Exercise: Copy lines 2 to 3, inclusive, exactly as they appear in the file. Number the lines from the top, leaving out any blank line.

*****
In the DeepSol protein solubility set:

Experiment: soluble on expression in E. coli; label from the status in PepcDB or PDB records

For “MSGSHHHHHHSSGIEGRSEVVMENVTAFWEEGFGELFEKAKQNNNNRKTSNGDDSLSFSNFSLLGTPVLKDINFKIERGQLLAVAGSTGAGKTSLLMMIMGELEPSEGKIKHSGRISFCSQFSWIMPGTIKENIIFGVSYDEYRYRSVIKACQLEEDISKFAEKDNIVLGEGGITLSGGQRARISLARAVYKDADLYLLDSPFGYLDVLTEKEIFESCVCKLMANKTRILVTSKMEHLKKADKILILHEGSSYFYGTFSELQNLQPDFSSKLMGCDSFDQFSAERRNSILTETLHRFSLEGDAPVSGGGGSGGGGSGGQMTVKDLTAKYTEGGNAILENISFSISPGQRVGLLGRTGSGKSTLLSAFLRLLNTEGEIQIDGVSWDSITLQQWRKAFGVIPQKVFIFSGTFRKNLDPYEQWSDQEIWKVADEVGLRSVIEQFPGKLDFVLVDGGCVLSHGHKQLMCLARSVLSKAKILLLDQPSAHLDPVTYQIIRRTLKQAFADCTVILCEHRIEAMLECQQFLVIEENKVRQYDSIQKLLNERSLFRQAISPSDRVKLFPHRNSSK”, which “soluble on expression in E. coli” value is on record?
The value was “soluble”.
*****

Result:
Experiment: soluble on expression in E. coli; label from the status in PepcDB or PDB records

For “MSGSHHHHHHSSGIEGRSEVVMENVTAFWEEGFGELFEKAKQNNNNRKTSNGDDSLSFSNFSLLGTPVLKDINFKIERGQLLAVAGSTGAGKTSLLMMIMGELEPSEGKIKHSGRISFCSQFSWIMPGTIKENIIFGVSYDEYRYRSVIKACQLEEDISKFAEKDNIVLGEGGITLSGGQRARISLARAVYKDADLYLLDSPFGYLDVLTEKEIFESCVCKLMANKTRILVTSKMEHLKKADKILILHEGSSYFYGTFSELQNLQPDFSSKLMGCDSFDQFSAERRNSILTETLHRFSLEGDAPVSGGGGSGGGGSGGQMTVKDLTAKYTEGGNAILENISFSISPGQRVGLLGRTGSGKSTLLSAFLRLLNTEGEIQIDGVSWDSITLQQWRKAFGVIPQKVFIFSGTFRKNLDPYEQWSDQEIWKVADEVGLRSVIEQFPGKLDFVLVDGGCVLSHGHKQLMCLARSVLSKAKILLLDQPSAHLDPVTYQIIRRTLKQAFADCTVILCEHRIEAMLECQQFLVIEENKVRQYDSIQKLLNERSLFRQAISPSDRVKLFPHRNSSK”, which “soluble on expression in E. coli” value is on record?